7 ways to celebrate an Eco-Friendly Holi!

Holi festival is one of the most awaited ones in India; One that is celebrated with much enthusiasm and grandeur. Lot of big stars from the Bollywood industry play hosts during this festival and their parties get a lot of attention and media coverage only adding to the glamour of the festival.

Holi also sees the enthusiasm in children peak as they eagerly wait for the festival to throw water balloons on each other or spray water or colour their friends with gulal.


But the modern Holi which is played with plastic balloons or colours that might have harmful chemicals is causing great damage to the environment. The plastic balloons tend to clog drainage systems that might lead to flooding when there is excessive rain. Children might swallow the Holi colours which have harmful chemicals or the colours might leak into our drinking water sources releasing the chemicals into them.

However, there are ways we can celebrate Holi without the causing any damage to our health as well as the environment.

Water Balloons


Below are 7 ways we can celebrate an Eco-Friendly Holi.

1. Make your own colours: Colours bought from the market come in plastic bags and often contain harmful chemicals. You can create your own colours at home instead with a little effort. Here is how you can do that,
  • Red Colour: Get hold of any flower that is red in colour such as hibiscus flowers. Grind the flowers and then simply mix the grounded powder with some flour.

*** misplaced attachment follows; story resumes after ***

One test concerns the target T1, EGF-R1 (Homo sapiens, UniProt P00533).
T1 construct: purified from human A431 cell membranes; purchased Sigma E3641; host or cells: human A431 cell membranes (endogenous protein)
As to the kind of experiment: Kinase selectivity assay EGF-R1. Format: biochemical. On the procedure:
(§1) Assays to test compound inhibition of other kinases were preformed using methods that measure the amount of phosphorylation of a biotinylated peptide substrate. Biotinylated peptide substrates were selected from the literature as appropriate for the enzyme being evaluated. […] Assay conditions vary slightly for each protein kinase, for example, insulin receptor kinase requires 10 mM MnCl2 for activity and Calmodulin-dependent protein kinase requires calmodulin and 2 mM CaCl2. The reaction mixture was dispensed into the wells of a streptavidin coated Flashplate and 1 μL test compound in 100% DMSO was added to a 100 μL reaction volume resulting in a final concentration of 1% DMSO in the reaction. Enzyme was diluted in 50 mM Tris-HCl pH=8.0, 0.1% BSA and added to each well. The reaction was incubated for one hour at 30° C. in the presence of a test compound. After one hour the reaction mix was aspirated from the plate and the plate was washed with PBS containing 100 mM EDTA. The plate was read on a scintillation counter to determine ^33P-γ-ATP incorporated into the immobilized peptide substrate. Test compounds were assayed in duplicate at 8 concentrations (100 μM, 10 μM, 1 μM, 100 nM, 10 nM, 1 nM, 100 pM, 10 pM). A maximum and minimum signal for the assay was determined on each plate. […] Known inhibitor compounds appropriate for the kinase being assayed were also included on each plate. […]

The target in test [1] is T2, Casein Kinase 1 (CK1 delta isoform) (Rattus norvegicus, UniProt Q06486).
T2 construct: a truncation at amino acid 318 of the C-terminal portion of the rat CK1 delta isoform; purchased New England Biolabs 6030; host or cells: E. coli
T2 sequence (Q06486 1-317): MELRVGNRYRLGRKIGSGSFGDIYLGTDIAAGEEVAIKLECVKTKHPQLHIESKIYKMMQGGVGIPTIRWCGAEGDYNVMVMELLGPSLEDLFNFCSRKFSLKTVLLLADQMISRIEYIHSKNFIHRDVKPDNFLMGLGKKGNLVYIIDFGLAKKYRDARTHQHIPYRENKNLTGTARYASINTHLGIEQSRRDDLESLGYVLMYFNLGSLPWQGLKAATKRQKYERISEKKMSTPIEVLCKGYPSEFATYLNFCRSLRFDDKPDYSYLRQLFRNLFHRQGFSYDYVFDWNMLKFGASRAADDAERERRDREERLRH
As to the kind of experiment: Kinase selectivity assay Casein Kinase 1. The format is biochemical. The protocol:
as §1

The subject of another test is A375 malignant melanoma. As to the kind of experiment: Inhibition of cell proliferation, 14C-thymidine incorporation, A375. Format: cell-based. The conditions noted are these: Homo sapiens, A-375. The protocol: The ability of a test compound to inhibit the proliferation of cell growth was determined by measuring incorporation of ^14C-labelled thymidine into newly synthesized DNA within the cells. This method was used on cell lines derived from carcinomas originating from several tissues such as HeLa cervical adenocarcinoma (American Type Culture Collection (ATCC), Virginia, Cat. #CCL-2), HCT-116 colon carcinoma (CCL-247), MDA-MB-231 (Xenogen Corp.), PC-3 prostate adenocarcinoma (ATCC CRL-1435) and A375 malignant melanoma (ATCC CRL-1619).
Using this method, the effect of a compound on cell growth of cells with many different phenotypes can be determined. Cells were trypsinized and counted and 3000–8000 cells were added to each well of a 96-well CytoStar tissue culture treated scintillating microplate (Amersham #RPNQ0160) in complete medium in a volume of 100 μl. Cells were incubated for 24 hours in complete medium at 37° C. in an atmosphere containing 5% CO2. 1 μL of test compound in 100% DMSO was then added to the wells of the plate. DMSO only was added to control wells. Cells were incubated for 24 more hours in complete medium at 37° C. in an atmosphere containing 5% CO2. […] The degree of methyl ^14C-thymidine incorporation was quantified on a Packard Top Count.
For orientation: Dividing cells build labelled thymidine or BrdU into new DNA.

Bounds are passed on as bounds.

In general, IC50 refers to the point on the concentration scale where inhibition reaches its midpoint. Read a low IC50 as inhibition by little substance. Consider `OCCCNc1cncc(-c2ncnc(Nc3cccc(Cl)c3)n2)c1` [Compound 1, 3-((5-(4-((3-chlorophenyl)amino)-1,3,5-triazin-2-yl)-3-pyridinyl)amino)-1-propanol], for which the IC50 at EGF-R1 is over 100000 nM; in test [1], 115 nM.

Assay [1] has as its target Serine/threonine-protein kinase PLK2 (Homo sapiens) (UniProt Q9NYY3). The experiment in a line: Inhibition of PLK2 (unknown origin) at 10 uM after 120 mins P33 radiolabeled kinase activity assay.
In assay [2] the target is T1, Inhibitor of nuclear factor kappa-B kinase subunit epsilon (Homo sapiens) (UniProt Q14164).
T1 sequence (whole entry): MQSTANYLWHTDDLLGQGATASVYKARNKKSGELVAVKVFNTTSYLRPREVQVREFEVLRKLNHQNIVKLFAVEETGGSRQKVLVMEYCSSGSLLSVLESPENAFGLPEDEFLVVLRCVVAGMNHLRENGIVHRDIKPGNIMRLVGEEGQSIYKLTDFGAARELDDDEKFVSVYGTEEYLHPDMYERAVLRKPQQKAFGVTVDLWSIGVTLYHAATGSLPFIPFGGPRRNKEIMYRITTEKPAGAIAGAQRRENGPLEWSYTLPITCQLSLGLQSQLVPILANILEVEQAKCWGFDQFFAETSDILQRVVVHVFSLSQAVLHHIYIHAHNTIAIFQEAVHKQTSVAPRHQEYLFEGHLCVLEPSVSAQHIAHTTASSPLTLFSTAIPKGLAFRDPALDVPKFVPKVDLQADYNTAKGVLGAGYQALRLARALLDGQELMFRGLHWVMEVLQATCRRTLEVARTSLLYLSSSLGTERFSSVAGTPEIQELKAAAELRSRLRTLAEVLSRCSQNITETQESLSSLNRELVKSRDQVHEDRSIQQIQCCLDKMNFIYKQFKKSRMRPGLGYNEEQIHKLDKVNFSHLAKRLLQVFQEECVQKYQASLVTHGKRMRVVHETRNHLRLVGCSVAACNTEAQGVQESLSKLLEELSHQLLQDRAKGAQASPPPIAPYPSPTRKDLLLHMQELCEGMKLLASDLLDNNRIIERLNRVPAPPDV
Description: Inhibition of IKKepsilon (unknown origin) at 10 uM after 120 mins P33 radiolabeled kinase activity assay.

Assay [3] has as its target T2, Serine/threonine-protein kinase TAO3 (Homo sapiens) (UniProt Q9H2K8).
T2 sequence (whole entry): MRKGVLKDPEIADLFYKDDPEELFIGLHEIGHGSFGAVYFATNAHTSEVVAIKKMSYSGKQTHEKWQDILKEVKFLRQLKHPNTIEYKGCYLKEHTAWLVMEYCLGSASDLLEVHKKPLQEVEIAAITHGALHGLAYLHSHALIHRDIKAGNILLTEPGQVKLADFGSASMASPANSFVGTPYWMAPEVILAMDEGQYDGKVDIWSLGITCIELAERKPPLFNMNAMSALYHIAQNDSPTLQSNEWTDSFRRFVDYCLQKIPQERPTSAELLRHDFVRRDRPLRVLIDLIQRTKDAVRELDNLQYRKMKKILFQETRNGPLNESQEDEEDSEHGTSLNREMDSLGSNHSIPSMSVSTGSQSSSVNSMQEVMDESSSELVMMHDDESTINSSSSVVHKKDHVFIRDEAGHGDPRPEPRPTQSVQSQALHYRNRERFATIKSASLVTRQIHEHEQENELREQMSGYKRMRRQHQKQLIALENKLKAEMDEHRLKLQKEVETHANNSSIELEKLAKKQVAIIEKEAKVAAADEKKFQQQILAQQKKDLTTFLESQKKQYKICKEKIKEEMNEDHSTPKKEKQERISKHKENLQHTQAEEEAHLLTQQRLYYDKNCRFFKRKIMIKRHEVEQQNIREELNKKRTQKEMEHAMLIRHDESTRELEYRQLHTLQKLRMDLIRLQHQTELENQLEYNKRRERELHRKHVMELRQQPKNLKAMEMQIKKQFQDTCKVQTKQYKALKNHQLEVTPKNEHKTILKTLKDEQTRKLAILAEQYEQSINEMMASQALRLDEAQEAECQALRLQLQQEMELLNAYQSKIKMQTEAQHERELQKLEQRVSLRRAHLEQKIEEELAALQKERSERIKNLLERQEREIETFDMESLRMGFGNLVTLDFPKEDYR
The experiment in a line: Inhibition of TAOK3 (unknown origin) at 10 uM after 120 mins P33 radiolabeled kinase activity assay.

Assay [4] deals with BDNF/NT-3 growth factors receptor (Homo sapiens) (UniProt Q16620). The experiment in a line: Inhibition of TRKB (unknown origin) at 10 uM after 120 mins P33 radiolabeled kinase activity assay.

• Orange Colour: Soak Tesu flowers overnight in water or boil them. Once you get the orange colour, mix it with some flour.
  • Green Colour: Mix equal quantities of Henna powder and flour.
  • Pink Colour: Mix grinded beetroot with flour.
  • You can innovate and try making your own colour mixes. Do let us know in comments if you have any other interesting ways of creating colours.
Flowers to make colours
2. Use less water: It is estimated that an average person wastes 30 litres of water on Holi. Holi is a festival of colours and water need not be wasted on such large scales to celebrate Holi. And if you feel that Holi cannot be celebrated without water, you can set targets at individual levels or urge the society you live in to limit the access to water given on Holi day.
3. Avoid using plastic: Many states have already banned the use of plastic but plastic bags are still available in markets which are used as water balloons. You can make a conscious choice not to use any plastic at personal and family levels. You will be doing a great service to yourself and the future generations by limiting plastic use.
Plastic waste
4. Play Holi with flowers: An alternate way of playing Holi can be to play it with flowers instead of using colours. Flowers would not have the harmful chemicals of colours and would also be useful organic fertilizers for the soil once they have been used for Holi.
5. Celebrate Holi with Lunch or Dinner Parties: A lot of traditional dishes are made across India on the occasion of Holi. One great way of celebrating Holi can be a pot luck party with these traditional dishes. Some of the traditional dishes that are prepared during Holi are,
  1. Puran Poli
  2. Dahi Bhalle (Dahi Vada)
  3. Gujiya
  4. Malpua
  5. Rasmalai
  6. Badam Phirni
  7. Coconut milk murukku
  8. Pakora
Coconut Milk Murukku
6. Eco-Friendly bonfire: You can use eco-friendly waste like coconut waste, camphor, cow-dung waste etc. to light a token bonfire. You can avoid chopping off trees for wood to be burned at the bonfire.

7. Clean-up post Holi: Make sure that there is no litter that is left behind post Holi celebrations. Post Holi clean-up drive can also be a good way of teaching young children about caring for the environment.
PS: Also make sure that you do not spray colour on animals as their bodies do not have sweat glands like humans and end-up absorbing all the chemicals from the colours. 


If you have any other ways of celebrating an Eco-Friendly Holi, do let us know in comments.

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